Arnold “Arnie” Gundersen is in some ways the opposite of Michio Kaku. He’s not flashy, he avoids sounding over-the-top, even when he talks about grim scenarios, and he doesn’t wave his arms around like a mad scientist.
Gundersen talks a hot load of crap.
The first time I saw Gundersen, I thought he looked like the kind of man I could trust. He looks like somebody’s kindly grandpa. He was doing a demonstration in his back yard with a blow torch about the effect of heat on the cladding of a nuclear reactor fuel rod. It was informative and educational, and not at all dishonest, as far as I could tell.
I realized quickly that Gundersen was anti-nuclear power, but in the early videos that I saw, he was very cautious and said very few things that made me think he wasn’t being honest. It seemed to me that he was just interpreting the information coming out from Japan. I didn’t find his commentary particularly interesting, so I didn’t pay much more attention to him. I also missed his statement early on on “Russia Today” that the Fukushima incident was “Chernobyl on steroids”.
Then, on March 31, Gundersen posted a video claiming that the spent fuel pool in Reactor 4 was dry and that the spent fuel rods were exposed to the air. He based this not on information released, but on his analysis of a low-quality video of the reactor building that he found on Ustream. This video started spreading on Facebook, and so Arnie Gundersen once again wandered into my field of view.
Something felt wrong. He was more slippery than Michio Kaku– he wasn’t saying anything that I as a non-scientist could pinpoint as factually incorrect. As far as I could tell, he was just extrapolating a little more than I felt comfortable with.
Over the days and weeks that followed, I found his videos being posted on Facebook and Twitter more and more, saying more and more scary things that just didn’t sound right. It was around this time that he started being interviewed as an expert by the mainstream media. So I did a little digging to see if this grandfatherly man who seemed so trustworthy was really what he appeared to be.
What I discovered was that Gundersen’s company, Fairewinds Associates, is a for-profit company that hires him out to provide expert testimony and write research papers for anti-nuclear groups. He has a lot to gain then by making sure his appearances in the media make nuclear power sound dangerous.
Gundersen is the “Chief Engineer” of Fairewinds Associates, and is often introduced as such on news programs. That title is meaningless since Gundersen is the only engineer at Fairewinds: the company consists of just him and his wife.
On RT (“Russia Today”) in a clip that has been translated into Japanese and posted on YouTube, the host talks about Gundersen being “part of the nuclear industry” in what seems to be an effort to make Gundersen look more credible. “Oh!” thinks the viewer, “He works for the nuclear industry and he’s saying all these terrible things about Fukushima and nuclear power. He’s speaking against his own interests, since he won’t have a job if nuclear power is abolished, so he must be telling the truth!”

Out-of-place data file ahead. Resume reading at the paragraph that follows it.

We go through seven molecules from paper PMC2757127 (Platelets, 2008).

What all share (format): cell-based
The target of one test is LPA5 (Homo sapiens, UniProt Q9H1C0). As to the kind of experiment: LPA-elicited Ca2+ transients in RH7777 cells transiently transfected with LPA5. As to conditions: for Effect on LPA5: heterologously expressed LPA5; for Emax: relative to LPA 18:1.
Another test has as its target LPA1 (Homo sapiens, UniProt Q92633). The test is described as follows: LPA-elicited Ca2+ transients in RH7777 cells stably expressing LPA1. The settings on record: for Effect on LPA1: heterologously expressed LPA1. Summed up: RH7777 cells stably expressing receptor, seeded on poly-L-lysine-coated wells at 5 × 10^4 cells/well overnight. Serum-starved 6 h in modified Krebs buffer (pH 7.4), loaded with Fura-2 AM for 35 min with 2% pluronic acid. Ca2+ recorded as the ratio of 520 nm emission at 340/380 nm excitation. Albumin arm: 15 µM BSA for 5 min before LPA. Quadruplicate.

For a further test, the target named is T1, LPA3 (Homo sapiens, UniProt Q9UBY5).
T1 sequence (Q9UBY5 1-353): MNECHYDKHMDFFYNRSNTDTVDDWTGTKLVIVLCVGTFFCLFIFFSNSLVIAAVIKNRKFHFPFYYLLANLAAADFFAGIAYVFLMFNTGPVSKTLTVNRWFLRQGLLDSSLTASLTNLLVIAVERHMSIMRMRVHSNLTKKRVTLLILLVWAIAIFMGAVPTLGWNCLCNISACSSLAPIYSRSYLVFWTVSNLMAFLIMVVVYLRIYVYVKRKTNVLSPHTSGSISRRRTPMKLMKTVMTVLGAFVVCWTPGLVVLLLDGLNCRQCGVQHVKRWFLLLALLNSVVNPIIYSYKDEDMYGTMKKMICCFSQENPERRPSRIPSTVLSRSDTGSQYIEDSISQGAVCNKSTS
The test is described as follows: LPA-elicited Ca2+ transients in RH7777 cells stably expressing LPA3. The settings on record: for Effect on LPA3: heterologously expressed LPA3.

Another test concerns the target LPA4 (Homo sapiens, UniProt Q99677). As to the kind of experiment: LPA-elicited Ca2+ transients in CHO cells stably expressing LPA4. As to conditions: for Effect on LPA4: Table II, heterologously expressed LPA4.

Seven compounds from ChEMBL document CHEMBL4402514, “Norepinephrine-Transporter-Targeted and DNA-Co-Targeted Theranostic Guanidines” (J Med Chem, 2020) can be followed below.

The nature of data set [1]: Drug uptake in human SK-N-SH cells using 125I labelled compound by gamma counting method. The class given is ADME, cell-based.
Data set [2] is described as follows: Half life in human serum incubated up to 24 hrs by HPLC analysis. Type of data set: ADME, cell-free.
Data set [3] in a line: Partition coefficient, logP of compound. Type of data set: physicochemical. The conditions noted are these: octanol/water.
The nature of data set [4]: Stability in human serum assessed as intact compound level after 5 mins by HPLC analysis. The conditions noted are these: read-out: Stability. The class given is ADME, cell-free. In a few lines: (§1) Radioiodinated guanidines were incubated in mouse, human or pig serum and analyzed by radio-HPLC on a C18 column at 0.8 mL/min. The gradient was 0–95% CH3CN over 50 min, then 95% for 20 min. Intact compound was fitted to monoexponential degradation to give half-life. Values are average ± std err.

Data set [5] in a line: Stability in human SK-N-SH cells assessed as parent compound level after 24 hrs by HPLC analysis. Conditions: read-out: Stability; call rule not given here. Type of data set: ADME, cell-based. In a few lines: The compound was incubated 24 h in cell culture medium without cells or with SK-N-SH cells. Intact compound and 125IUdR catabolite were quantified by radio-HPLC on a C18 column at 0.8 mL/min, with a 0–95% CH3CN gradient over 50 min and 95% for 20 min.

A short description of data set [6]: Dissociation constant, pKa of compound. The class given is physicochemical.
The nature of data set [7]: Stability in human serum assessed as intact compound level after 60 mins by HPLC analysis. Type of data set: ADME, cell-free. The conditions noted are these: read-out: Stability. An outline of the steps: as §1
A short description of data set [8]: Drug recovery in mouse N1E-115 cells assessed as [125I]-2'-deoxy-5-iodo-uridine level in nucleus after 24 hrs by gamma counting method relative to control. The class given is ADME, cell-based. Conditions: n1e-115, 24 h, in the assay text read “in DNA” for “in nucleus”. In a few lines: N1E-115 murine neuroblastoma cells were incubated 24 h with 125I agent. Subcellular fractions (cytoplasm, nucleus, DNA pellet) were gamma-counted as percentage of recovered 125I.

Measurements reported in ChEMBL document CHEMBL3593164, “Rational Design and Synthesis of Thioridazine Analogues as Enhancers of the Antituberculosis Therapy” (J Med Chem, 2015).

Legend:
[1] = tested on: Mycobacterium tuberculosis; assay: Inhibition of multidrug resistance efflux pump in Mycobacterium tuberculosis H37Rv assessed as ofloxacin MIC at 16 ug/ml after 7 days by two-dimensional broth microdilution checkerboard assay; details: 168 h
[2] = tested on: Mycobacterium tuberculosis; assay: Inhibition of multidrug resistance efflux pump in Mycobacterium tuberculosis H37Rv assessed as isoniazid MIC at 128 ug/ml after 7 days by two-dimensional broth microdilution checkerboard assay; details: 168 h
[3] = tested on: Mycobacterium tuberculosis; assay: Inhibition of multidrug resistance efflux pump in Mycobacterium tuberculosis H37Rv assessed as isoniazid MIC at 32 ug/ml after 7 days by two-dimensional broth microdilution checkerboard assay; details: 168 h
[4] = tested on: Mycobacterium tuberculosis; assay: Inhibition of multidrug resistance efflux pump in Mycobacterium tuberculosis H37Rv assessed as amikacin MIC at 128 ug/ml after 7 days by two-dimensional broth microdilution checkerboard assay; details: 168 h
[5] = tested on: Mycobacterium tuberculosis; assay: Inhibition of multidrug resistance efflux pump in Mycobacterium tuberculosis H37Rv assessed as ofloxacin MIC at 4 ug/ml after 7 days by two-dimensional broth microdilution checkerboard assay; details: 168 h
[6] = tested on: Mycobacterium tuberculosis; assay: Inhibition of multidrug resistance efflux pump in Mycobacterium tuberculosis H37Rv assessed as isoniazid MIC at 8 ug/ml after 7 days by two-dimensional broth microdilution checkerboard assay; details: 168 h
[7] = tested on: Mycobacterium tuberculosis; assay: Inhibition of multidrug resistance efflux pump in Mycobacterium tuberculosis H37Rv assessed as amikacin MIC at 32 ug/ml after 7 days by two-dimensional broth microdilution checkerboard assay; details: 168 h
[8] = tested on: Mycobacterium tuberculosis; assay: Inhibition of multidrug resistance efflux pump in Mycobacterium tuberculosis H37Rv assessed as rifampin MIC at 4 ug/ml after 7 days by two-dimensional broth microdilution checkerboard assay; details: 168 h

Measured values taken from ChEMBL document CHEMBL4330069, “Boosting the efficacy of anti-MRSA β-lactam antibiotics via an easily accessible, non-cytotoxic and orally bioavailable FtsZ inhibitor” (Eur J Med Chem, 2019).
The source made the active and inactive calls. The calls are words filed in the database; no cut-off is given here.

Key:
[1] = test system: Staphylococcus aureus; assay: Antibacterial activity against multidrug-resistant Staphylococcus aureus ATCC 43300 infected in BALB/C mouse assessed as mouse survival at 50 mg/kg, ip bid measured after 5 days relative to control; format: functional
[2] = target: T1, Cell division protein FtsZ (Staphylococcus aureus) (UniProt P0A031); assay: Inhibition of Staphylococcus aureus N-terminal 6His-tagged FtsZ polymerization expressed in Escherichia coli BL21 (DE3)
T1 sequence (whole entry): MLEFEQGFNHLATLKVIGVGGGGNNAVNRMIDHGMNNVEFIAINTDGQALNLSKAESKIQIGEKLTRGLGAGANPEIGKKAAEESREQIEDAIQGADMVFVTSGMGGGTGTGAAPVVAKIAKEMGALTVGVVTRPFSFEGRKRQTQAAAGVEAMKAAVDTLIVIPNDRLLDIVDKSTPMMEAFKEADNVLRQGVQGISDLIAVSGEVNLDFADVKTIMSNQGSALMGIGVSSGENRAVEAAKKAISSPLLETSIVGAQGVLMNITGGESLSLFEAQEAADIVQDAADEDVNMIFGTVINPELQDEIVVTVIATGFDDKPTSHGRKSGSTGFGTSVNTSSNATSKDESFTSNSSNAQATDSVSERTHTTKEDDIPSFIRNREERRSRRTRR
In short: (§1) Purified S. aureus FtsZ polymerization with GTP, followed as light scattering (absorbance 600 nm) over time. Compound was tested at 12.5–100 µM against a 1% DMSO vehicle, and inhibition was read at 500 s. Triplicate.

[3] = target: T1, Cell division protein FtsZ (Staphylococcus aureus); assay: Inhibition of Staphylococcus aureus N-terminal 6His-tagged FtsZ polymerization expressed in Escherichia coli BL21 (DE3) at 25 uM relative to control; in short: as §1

The truth is, as I’ve shown already, that Gundersen is a for-hire anti-nuclear consultant, and although he claims “39 years of nuclear power engineering experience” on his website, that is not the case. Since Gundersen has been an expert witness in several cases, his accurate resume is available online in the public record for anyone to see. According a version of his resume from 2006, Gundersen’s career did start 39-40 years ago in 1971, but he only worked in the industry until 1990.
In 1990 he was dismissed from his job in the industry. He claims that he was a whistleblower, his company claimed defamation, and they settled out-of-court. From that time until at least 2006 he seems to have worked full-time as a teacher at various private schools in Vermont, doing “expert” consulting in order to supplement his income. I don’t think either teaching or being paid as an “expert” witness count as “nuclear power engineering experience”.
Gundersen also claims that he was a licensed reactor operator (he calls himself a “critical facility reactor operator, instructor” on that portion of his resume), but some investigation reveals that the reactor in question was a 100 Watt “critical assembly” at a school. That reactor generated no power and cannot be said to have provided Gundersen with any experience in operating or maintaining an actual nuclear power plant.
A browse through the Fairewinds Associates website is also telling. There is no video content on the site that predates Gundersen’s March 15, 2011 appearance on MSNBC’s Rachel Maddow Show. His first self-produced video appears on March 17. It appears very slick from the get-go, with good production values, and makes me wonder if Fairewinds, smelling money in the air, hadn’t suddenly hired a PR firm right after the Fukushima crisis began. I don’t have any information to prove this, but the timing is a bit suspicious.
So why am I picking on poor Grandpa Gundersen? Because as he got more media exposure, his international profile grew, and his statements were being accepted without question by the English-language media and then being spread around in Japan. And as time went on and less new and exciting information emerged from Fukushima, his exaggerations and distortions became easier to spot, even by a guy with a Fine Arts degree.
For instance, you’ll remember that Gundersen claimed the spent fuel pool in Reactor 4 had gone dry. According to a June 15 story in the Associated Press, a new video emerged proving that the Japanese officials were right and the spent fuel pool had not gone dry, as the U.S. officials (and Gundersen) had insisted. Gundersen has not removed the video about the spent fuel pool going dry from his website, which is to be commended, but neither has he issued an apology or retraction now that evidence has emerged that contradicts his analysis.